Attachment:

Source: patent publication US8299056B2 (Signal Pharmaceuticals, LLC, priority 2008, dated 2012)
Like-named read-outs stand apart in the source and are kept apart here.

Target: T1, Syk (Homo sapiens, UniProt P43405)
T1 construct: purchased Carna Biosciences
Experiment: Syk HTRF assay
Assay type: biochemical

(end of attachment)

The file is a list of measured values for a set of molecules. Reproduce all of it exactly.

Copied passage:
Source: patent publication US8299056B2 (Signal Pharmaceuticals, LLC, priority 2008, dated 2012)
Like-named read-outs stand apart in the source and are kept apart here.

Target: T1, Syk (Homo sapiens, UniProt P43405)
T1 construct: purchased Carna Biosciences
Experiment: Syk HTRF assay
Assay type: biochemical